by Dr Chris Carter, AEGIC Senior Economist
Labelling trends in Asian markets reveal a potential opportunity for Australian grains.
Opportunities for Aussie grains are on the rise in South East and northern Asia as consumers increasingly look at not just price, but sustainability and health benefits, when choosing grain-based foods.
Labelling on products can assure a consumer that the product fits with their values around sustainability and health. Recent research by AEGIC scrutinised the labelling claims on grain products in South East and northern Asian markets. We investigated the type of claims made on these products, the food sectors they are used in, and the prevalence of claims on new food products. And, we looked ahead at leading markets to get an indicator on the direction in which labelling could go.
In the interest of brevity, we’ll just report here the differences in the way sustainability claims are made on grain food products.
Comparing the labelling claims in the Indonesian and the Japanese markets, two different stories emerge. The Indonesian market (Figure 1) displays an ongoing trickle of sustainability labelling, mostly relating to the recyclable nature of the packaging. Since 2019 the labelling has expanded to highlight the sustainability of the supply chains, and even carbon neutral claims are now made on some products. Use of these types of claims is increasing, though not at a rapid pace.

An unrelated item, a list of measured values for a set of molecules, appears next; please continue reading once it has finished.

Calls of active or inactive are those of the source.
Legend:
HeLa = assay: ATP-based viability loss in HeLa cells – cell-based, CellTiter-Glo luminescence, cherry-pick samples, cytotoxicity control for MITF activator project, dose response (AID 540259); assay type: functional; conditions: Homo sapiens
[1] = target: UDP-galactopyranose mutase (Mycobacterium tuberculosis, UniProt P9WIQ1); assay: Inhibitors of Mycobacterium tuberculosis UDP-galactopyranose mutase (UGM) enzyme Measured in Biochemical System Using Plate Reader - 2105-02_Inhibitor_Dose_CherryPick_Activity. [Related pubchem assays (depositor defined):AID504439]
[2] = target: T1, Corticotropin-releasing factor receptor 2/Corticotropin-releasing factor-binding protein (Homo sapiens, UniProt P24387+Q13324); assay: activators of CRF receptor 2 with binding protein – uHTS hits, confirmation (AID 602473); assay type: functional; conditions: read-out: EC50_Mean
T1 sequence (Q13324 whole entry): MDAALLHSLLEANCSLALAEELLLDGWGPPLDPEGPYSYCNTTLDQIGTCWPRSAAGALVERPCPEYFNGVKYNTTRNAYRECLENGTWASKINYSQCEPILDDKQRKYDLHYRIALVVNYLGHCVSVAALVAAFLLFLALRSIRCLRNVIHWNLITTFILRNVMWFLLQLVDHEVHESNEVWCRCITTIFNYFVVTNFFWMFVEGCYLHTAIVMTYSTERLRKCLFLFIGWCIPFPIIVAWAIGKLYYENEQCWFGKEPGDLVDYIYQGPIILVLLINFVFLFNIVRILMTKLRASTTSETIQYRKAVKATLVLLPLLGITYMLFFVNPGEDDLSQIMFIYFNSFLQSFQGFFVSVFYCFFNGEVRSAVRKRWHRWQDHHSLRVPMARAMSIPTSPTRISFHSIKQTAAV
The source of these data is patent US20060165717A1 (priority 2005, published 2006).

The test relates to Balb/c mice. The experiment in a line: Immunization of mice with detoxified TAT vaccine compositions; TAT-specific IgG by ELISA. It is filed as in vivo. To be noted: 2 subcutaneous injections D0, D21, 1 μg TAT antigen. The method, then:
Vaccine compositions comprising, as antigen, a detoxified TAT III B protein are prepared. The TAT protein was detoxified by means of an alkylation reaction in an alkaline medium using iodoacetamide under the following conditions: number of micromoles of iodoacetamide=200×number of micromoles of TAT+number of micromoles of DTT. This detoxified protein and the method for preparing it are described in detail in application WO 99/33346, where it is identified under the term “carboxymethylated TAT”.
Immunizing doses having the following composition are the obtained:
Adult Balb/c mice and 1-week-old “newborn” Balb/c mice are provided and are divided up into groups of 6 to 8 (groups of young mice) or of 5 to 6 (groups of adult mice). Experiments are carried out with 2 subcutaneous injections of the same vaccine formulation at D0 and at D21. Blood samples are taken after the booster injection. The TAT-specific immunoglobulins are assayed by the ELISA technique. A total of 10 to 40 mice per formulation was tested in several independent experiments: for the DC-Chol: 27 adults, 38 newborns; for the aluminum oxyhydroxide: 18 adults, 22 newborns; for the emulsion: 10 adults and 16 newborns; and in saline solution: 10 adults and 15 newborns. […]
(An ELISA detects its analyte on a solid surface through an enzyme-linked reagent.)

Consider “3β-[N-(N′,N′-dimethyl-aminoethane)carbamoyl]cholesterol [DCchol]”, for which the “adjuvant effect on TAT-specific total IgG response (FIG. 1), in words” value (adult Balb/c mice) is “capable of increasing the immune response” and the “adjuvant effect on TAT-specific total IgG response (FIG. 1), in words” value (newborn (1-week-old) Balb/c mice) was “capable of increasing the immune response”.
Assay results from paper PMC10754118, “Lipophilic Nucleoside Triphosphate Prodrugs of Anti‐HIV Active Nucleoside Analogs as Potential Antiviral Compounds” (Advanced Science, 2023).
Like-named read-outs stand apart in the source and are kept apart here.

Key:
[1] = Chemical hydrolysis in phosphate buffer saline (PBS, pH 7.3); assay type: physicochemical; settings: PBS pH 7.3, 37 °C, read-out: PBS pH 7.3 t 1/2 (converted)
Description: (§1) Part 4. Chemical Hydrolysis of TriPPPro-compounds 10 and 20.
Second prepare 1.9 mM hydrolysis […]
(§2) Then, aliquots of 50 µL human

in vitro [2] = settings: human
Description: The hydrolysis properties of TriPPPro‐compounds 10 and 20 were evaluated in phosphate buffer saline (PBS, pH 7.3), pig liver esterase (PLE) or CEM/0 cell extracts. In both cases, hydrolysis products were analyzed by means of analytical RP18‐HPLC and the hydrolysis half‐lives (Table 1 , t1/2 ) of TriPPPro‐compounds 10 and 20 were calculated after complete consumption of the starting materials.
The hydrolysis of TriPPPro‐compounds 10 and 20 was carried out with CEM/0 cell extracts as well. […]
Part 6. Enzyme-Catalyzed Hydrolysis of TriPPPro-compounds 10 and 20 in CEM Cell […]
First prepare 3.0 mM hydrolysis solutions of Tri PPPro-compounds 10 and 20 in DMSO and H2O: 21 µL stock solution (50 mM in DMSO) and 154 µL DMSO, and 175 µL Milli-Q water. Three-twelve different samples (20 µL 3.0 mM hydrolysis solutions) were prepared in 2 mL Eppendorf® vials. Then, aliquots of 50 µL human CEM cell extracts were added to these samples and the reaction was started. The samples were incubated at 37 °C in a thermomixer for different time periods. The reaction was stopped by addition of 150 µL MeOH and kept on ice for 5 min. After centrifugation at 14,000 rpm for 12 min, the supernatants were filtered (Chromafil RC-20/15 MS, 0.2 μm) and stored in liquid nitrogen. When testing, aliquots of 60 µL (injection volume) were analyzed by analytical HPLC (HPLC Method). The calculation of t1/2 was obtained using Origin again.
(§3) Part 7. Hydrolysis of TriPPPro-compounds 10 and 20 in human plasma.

In Japan, which has higher incomes and greater wealth than Indonesia, adoption of sustainability labelling since 2018 has been rapid (Figure 2). Labelling claims about the product packaging being recyclable, with sustainable supply chains, and being environmentally friendly, are increasingly evident. The claims imply that consumers are concerned with activities within supply chains (sustainable/environmental), as much as considering the effect of rubbish generated by using the product (recyclable).
Environmental messaging and the sustainable production of inputs have long been used in labelling claims in the northern European market. The example of these countries might point to where South East Asian and north Asian countries may head regarding sustainability labelling, especially as Asian consumers become increasingly conscious of sustainable consumption.
The results suggest that recyclability and sustainable supply chains are high on the list of concerns among this subset of our digital audience.
As health and sustainability labelling trends intensify in Asian countries, the demand for Australian grain that can meet consumers’ sustainability requirements via certifications and systems to underpin labelling will only strengthen.
Meeting these requirements could be seen as an opportunity to create value for the Australian industry.
Expert grains industry analysis and commentary from AEGIC’s Economics and Market Insight Team on a range of big-picture topics that affect Australia’s export grains sector.